Roundtree “maliciously designed and intended the Petition to grab press headlines to wrongfully smear the Glover family’s good name, and to cover up their own misconduct,” Jared and Kristen Glover’s response states. Roundtree “intentionally concealed from the Court, and the public, the true nature of the deal they struck with the Glovers.”

According to the filing, Roundtree knew about the Jim Glover on the River dealership, knew that it would be competing with the Roundtree dealership, and that the only reason the dealership was sold to Roundtree was because the company and its president Matt Stinson had told Jim Glover that the dealership’s general manager Steve Harrison, who is also a defendant in the suit, and other long-time Glover employees would remain there to run it.

Harrison was fired about four months after the purchase and rehired at Jim Glover on the River, though Roundtree alleges Harrison was fired for attempting to sabotage its dealership.

Jim Glover (left), Kristen Glover (center), and Jared Glover (right), are all named as defendants in a $46 million lawsuit filed by the company that purchased the Glover family’s dealership near Interstate 44 and Memorial Drive last year. COURTESY.

Glover and Harrison both met with Stinson prior to the sale, and Glover did not want Roundtree to “fire his longtime employees, leaving them out in the cold,” the responses state. However, many of those long-time employees were terminated after the sale, around two weeks before Christmas, the Glovers’ countersuit states.

The responses filed for Claremore Autogroup, the Glovers, Harrison and Holly Allen (who ran advertising for both dealerships for a time) deny any wrongdoing or working to sabotage the dealership, calling the allegation “a scurrilous lie.” Rather, the defendants say it was Roundtree and Stinson’s own decisions that caused the dealership’s performance to decline.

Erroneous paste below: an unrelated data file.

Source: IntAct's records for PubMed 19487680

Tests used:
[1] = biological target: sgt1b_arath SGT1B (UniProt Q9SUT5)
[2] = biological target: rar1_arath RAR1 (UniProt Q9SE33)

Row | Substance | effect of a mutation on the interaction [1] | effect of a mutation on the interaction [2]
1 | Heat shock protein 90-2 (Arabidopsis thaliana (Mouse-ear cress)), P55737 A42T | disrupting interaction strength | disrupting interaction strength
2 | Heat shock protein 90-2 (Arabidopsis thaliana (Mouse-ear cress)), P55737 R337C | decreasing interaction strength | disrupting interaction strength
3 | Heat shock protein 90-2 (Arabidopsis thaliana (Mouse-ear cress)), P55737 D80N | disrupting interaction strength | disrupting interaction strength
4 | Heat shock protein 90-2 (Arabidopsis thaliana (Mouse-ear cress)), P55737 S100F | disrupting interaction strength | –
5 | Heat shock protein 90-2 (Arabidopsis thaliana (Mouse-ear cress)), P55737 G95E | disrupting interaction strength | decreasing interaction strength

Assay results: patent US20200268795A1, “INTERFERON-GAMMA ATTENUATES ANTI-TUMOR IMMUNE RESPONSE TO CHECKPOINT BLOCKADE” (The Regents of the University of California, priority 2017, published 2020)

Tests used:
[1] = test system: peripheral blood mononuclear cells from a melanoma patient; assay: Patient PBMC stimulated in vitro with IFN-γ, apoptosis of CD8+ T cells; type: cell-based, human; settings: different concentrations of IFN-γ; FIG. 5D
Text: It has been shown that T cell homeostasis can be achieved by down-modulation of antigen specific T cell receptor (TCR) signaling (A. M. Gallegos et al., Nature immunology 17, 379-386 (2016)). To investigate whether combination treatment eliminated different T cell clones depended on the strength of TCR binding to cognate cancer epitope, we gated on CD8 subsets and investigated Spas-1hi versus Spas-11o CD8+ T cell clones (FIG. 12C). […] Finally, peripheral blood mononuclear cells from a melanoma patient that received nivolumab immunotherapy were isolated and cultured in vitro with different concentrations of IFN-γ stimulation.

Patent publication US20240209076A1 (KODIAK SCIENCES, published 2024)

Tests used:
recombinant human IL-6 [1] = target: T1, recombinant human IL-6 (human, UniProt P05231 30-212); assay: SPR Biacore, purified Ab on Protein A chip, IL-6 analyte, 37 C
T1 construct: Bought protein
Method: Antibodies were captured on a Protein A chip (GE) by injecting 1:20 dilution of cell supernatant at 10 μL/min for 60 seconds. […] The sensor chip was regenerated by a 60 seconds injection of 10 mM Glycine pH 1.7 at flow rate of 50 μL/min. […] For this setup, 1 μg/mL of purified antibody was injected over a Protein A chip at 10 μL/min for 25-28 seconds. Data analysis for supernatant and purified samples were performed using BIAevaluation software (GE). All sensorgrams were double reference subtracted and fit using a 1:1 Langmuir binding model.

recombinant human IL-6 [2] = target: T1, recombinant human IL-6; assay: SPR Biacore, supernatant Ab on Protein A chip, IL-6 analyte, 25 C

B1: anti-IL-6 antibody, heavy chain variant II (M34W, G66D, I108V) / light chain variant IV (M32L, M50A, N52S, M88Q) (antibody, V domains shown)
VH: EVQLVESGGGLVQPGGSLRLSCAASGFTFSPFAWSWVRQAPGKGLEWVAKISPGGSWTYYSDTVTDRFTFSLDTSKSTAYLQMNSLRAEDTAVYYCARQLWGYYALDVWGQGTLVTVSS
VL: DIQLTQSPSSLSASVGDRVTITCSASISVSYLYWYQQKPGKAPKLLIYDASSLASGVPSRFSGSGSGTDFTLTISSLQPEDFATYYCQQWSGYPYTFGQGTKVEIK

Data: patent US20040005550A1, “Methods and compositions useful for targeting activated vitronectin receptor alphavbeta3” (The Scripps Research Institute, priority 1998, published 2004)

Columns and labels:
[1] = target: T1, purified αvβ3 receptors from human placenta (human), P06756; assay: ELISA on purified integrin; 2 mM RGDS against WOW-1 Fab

“After Plantiffs’ business plan didn’t work out the way they had hoped, Plaintiffs suffered buyer’s remorse,” Jared and Kristen Glover’s response states. “Instead of acting honorably, and competing fairly, Plaintiffs fabricated this sensationalized and misleading lawsuit to maliciously attack the Glover family’s good name, and to use the lawsuit as a marketing tool.”

Though the dealership remained one of the top performing Chevrolet dealerships in the state a few months after the sale, the performance began to decline, the court filings state. Unhappy at the dealership’s performance, Roundtree allegedly launched a “malicious three prong deceptive and unfair trade campaign designed to disparage the goods, services, business of the Glovers, including Jared and Kristen,” the counterclaim filed by the Glovers against Roundtree and Stinson state.